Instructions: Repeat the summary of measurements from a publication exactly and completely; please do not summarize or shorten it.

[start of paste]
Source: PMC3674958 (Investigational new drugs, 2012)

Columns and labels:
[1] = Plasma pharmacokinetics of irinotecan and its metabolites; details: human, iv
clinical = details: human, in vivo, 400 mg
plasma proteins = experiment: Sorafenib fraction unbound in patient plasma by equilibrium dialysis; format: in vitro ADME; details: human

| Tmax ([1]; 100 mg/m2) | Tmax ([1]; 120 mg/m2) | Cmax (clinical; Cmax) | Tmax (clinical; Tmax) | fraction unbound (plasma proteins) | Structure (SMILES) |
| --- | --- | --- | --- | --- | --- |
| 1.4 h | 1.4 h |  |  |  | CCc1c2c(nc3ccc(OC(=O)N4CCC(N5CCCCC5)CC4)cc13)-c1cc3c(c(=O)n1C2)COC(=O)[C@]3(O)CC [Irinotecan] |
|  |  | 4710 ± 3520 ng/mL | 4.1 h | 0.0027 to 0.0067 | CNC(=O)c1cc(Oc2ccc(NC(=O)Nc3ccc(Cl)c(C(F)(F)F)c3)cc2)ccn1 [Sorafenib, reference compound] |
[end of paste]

Source: PMC3674958 (Investigational new drugs, 2012)

Columns and labels:
[1] = Plasma pharmacokinetics of irinotecan and its metabolites; details: human, iv
clinical = details: human, in vivo, 400 mg
plasma proteins = experiment: Sorafenib fraction unbound in patient plasma by equilibrium dialysis; format: in vitro ADME; details: human

| Tmax ([1]; 100 mg/m2) | Tmax ([1]; 120 mg/m2) | Cmax (clinical; Cmax) | Tmax (clinical; Tmax) | fraction unbound (plasma proteins) | Structure (SMILES) |
| --- | --- | --- | --- | --- | --- |
| 1.4 h | 1.4 h |  |  |  | CCc1c2c(nc3ccc(OC(=O)N4CCC(N5CCCCC5)CC4)cc13)-c1cc3c(c(=O)n1C2)COC(=O)[C@]3(O)CC [Irinotecan] |
|  |  | 4710 ± 3520 ng/mL | 4.1 h | 0.0027 to 0.0067 | CNC(=O)c1cc(Oc2ccc(NC(=O)Nc3ccc(Cl)c(C(F)(F)F)c3)cc2)ccn1 [Sorafenib, reference compound] |